Astronauts salute the Chinese people after they enter Tianhe, the core module of the Chinese space station, on Thursday. After the Shenzhou XII spacecraft successfully completed a fast automated rendezvous and docking with the orbiting Tianhe module, the crew entered the orbital capsule. (JIN LIWANG/XINHUA)
Core module's first occupants carrying out tasks as pioneering mission begins
Three Chinese astronauts have entered the core module of China's permanent space station to embark on their three-month mission, becoming the module's first occupants and pioneers in one of the nation's grandest space endeavors.
Major General Nie Haisheng, Major General Liu Boming and Senior Colonel Tang Hongbo floated into the core module, named Tianhe, or Harmony of Heavens, at 6:48 pm on Thursday, after their Shenzhou XII spaceship linked with the module in a low-Earth orbit about 390 kilometers above the Earth at 3:54 pm.
They have begun to carry out their tasks inside the craft, which is the first and central section of China's space station, called Tiangong, or Heavenly Palace.
The all-male crew, from the People's Liberation Army Astronaut Division, was launched by a 20-story-tall Long March 2F carrier rocket, which blasted off at 9:22 am at the Jiuquan Satellite Launch Center in northwestern China's Gobi Desert.
After about 10 minutes, the vehicle put the 8-metric-ton spaceship into the orbit to rendezvous and dock with Tianhe.
General Xu Qiliang, a vice-chairman of the Central Military Commission and the highest-ranking uniformed officer in the Chinese military, and a host of senior officials watched the mission's launch at the Jiuquan center.
The three astronauts are tasked with testing and verifying plans, technologies and equipment for crucial elements of the Tiangong station's construction and operation, such as astronauts' long-term mission arrangements, life-support system, in-orbit resupply, extravehicular activity and spacecraft maintenance and repair.
They also will carry out other space tasks and experiments in Tianhe.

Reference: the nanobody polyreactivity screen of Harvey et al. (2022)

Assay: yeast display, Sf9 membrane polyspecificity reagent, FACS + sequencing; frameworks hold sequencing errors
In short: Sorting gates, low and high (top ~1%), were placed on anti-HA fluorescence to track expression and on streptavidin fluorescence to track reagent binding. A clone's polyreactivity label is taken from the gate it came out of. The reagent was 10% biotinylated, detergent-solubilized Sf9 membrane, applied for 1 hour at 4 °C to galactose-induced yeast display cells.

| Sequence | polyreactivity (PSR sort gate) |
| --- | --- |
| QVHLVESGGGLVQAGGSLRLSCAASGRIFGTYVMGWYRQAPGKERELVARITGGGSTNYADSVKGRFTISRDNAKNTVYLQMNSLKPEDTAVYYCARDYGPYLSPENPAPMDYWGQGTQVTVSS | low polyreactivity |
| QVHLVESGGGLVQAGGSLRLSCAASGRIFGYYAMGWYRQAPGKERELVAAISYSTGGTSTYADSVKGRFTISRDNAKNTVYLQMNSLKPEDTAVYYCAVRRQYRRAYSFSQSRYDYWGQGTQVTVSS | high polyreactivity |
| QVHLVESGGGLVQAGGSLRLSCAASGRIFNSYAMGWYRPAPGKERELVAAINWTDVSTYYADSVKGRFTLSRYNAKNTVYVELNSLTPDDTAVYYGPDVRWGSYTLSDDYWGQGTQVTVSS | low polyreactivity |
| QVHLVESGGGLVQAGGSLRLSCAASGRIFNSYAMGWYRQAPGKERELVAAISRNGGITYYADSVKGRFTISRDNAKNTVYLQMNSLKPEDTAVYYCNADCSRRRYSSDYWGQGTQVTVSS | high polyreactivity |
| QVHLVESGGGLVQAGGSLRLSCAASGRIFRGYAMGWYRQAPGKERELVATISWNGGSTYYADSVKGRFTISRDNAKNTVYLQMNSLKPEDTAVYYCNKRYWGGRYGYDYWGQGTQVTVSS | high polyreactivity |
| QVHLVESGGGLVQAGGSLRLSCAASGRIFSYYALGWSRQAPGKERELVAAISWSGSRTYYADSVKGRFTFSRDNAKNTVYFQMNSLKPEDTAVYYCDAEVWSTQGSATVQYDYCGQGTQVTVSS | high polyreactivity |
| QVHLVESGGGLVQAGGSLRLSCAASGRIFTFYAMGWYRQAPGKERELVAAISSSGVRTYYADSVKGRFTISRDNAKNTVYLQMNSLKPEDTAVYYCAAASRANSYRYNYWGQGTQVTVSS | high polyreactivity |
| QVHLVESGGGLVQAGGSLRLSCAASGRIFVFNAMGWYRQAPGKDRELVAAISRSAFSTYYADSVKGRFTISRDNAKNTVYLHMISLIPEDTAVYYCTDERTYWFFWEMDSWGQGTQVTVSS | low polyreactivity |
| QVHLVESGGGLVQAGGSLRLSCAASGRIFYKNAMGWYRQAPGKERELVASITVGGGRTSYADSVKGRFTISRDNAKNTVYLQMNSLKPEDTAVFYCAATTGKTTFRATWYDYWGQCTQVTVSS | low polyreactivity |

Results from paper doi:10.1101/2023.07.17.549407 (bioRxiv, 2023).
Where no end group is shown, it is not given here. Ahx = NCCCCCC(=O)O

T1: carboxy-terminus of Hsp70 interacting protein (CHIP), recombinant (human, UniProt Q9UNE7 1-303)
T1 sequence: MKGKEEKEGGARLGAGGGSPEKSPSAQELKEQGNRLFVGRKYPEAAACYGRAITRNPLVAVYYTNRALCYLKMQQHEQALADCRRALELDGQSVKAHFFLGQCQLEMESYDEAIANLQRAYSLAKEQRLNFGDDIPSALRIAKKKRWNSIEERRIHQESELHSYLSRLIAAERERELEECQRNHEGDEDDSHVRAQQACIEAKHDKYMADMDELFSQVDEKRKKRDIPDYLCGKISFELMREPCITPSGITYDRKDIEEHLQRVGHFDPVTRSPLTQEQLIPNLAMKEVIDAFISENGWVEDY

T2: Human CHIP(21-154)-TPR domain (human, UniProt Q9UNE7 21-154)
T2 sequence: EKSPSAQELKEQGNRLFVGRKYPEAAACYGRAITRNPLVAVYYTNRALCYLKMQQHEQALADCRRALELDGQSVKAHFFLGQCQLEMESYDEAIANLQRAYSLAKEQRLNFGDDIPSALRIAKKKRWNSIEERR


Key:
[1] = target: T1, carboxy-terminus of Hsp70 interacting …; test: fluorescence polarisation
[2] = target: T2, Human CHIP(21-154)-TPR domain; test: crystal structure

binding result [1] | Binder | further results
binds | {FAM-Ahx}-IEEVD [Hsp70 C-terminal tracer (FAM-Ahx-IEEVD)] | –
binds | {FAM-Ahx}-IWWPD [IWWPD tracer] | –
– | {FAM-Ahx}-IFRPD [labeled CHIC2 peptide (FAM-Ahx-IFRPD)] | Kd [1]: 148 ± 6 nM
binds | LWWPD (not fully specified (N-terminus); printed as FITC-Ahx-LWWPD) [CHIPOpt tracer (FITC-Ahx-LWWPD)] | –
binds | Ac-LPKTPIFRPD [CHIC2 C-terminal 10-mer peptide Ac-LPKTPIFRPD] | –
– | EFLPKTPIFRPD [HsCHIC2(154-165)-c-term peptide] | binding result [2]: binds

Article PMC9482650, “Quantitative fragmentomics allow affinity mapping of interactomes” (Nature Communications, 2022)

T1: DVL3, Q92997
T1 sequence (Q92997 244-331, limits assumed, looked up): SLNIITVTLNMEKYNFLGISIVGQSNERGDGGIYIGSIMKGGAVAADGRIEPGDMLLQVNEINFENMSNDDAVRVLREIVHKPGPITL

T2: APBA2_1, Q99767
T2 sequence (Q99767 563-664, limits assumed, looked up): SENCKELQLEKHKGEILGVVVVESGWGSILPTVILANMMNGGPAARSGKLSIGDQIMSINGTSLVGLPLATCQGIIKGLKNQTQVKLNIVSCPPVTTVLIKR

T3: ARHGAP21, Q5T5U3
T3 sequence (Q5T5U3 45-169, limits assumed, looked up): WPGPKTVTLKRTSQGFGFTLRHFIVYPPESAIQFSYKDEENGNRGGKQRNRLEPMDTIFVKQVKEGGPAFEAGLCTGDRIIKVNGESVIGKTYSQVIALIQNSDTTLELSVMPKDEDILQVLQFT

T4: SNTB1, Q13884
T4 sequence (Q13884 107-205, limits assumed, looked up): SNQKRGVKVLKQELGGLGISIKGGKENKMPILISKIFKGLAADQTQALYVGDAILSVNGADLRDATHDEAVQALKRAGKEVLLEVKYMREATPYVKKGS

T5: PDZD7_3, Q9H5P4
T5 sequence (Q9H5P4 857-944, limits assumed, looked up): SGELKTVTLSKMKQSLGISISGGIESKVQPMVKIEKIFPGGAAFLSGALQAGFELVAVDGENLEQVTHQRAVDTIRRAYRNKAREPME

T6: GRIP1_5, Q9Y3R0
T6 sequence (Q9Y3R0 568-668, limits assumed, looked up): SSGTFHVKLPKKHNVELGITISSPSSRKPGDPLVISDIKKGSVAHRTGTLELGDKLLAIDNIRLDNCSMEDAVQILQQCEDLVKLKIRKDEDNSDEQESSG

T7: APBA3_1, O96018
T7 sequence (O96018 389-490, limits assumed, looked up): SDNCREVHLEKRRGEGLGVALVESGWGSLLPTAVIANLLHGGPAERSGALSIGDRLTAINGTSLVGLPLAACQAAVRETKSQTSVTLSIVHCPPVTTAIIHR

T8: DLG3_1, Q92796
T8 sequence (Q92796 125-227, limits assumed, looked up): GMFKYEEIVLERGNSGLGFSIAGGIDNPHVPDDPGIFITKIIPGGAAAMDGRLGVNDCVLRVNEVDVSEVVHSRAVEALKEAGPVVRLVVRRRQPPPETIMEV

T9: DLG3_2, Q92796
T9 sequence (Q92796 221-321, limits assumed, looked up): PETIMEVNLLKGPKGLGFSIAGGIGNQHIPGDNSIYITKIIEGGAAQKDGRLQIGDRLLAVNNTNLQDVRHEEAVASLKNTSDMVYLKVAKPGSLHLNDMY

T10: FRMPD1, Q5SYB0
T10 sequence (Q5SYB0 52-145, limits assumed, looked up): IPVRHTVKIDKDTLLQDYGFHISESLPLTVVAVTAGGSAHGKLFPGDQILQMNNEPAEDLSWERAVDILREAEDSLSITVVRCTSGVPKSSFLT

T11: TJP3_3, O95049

During the mission, the astronauts are scheduled to conduct two extravehicular operations, or spacewalks, to use mechanical arms to install equipment and check Tianhe's external condition.
Their work will enable the China Manned Space Agency to accumulate experience and check the capability, performance and compatibility of systems involved in the space station program to prepare for the next steps in its construction, according to Ji Qiming, the agency's assistant director.
The astronauts' host craft, the Tianhe core module, was lifted by a Long March 5B heavy-lift rocket at the Wenchang Space Launch Center in Hainan province on April 29.
Tianhe, the biggest and heaviest spacecraft China has constructed, is 16.6 meters long and has a diameter of 4.2 meters. The craft's weight, at 22.5 tons, is equal to the combined weight of 15 standardsize automobiles. It has three parts－a connecting section, a life-support and control section and a resources section.
The module is central to the Tiangong station's construction and operations, given that astronauts will live there and control the entire station from inside. It will also be used to host scientific and technological experiments.
The craft is now connected with the Tianzhou 2 robotic cargo ship, which was launched by a Long March 7 rocket from the Wenchang facility on May 29. The two craft docked with each other the next day.
Currently, Tianzhou 2 contains living materials and mission payloads for the Shenzhou XII crew to use, as well as propellants that will be used to refuel the core module.
Based on project plans, the Tianzhou 3 cargo ship will be launched in September to dock with Tianhe, and in October, another three-crew team will fly with the Shenzhou XIII to the module to stay there for six months.
In 2022, two large space labs will be launched to connect with the core module. Moreover, two manned missions and two robotic cargo flights will be made to continue construction of the Tiangong station, which is scheduled to be completed for formal operation to begin around the end of 2022.
One of China's most adventurous space endeavors, Tiangong will consist of three main components－a core module attached to two space labs－with a combined weight of nearly 70 metric tons. The entire station is set to work for about 15 years.
Upon its completion, Tiangong will be manned regularly by groups of three astronauts in periods lasting several months. During handovers to new three-astronaut groups, the station will accommodate up to six astronauts.